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Conflict Management Systems in Subsidiaries of Non-Union Multinational Organisations located in the Republic of Ireland

Different views exist about the nature of conflict management systems in non-unionised firms. Perhaps the dominant view in the industrial relations literature is that employees do not enjoy full procedural justice as their ability to appoint a representative of their choosing is restricted (Fernie and Metcalf 2004). Some aspects of the human resource management literature adopt a less critical stance and even suggest that interesting experiments in the management of workplace conflict are occurring in non-union workplace settings (Fincher, Lipsky and Seeber 2003). This literature is mostly American in origin and more or less focuses on the emergence of alternative dispute resolution (ADR) at the workplace. This literature suggests that the extent to which non-union multinationals adopt innovative conflict management strategies is tied to the extent to which they diffuse ADR practices.

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Conflict Management Systems in Subsidiaries of Non-Union Multinational Organisations located in the Republic of Ireland

Table 1: ADR Workplace Resolution Procedures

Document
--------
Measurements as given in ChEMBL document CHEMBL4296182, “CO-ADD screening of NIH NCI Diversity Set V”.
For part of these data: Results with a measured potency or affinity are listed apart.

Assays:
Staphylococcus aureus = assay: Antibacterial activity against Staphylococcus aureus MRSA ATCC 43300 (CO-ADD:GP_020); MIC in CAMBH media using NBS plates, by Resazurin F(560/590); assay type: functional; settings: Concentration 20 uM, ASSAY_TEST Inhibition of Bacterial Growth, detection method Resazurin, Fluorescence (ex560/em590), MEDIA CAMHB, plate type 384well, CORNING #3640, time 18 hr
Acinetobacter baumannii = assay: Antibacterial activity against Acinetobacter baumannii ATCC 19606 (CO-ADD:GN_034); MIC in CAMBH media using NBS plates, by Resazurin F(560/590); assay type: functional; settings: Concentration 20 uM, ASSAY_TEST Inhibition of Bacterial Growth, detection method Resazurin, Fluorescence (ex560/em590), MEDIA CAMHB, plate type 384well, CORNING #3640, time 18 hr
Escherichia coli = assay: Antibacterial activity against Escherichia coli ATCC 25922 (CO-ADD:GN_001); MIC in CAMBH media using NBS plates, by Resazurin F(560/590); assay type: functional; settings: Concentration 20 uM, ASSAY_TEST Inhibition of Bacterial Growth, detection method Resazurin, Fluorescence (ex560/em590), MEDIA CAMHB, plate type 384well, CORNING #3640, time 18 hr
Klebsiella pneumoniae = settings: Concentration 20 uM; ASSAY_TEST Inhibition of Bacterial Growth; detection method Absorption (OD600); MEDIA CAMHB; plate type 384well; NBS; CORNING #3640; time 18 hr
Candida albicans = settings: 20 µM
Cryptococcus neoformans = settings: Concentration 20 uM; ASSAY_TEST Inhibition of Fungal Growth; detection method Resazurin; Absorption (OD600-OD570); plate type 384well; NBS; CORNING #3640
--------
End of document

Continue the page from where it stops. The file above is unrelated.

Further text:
Ombudsman A designated `neutral' third party inside an organisation assigned the role of assisting the resolution of a grievance or conflict situation. The activities of an ombudsman include fact-finding, providing counselling and conciliation between disputing parties. High grade persuasion skills are the key asset of a good ombudsman. Mediation A process under the stewardship of a third party designed to help those involved in a dispute reach a mutually acceptable settlement. The third party has no direct authority in the process and is limited to proposing or suggesting options that may open a pathway to a mutually agreeable resolution. Peer Review A panel composed of appropriate employees or employees and managers which listens to the competing arguments in a dispute, reflects upon the available evidence and proposes a resolution. Whether or not the decision of the panel is binding varies across organisations. Management Review Boards Sometimes called dispute resolution boards, these panels are solely composed of managers and have more or less the same remit as peer reviews. Again the decision of the panel may or may not be final Arbitration A neutral third party is empowered to adjudicate in a dispute and set out a resolution to the conflict. This may or may not be binding depending upon the prevailing labour legislation and the design of the arbitration process. Table 1 sets out the practices most associated with the ADR approach to workplace conflict management. As illustrated above, ADR practices for workplace conflict do not throw overboard tried and tested methods of resolving disputes. Established methods of reaching settlements to workplace grievances - mediation conciliation, arbitration and so on - are at the centre of many ADR procedures used to address workplace conflict, but they are designed and packaged in new ways. Thus,, ADR is probably best seen as an umbrella term to capture new initiatives that are being introduced by organisations, mostly non-union organisations, to modernise workplace conflict management arrangements (Teague and Thomas 2008). It is these arrangements that are seen to be at the centre of innovative workplace conflict management in non-union firms. Thus,, non-union organisations are not only seen as having distinctive conflict management systems, but also as sites where important innovations are taking place in this area of HRM. We wish to find out the extent to which this is true for non-union multinationals, organisations that are often seen as in the vanguard of human resource management innovation. But before this can be done it is important to contextualise the investigation within the literature on international human resource management. The dynamics of international HRM Two core themes dominate the study of international human resource management. One is the extent to which HRM policies and practices should be standardised or differentiated across the subsidiaries of a multinational (Schuler, Dowling and De Ceiri 1993). The other is the extent to which the responsibility for the HRM function should be centralised within headquarters or decentralised to the subsidiary (Sparrow and Brewster 2006). Getting the optimal balance between standardisation and differentiation as well as between centralisation and decentralisation is widely seen as the key to successful international human resource management (Ferner et al 2007). Table 2 below outlines the broad strategic outcomes that are possible when these four variables interact with one another.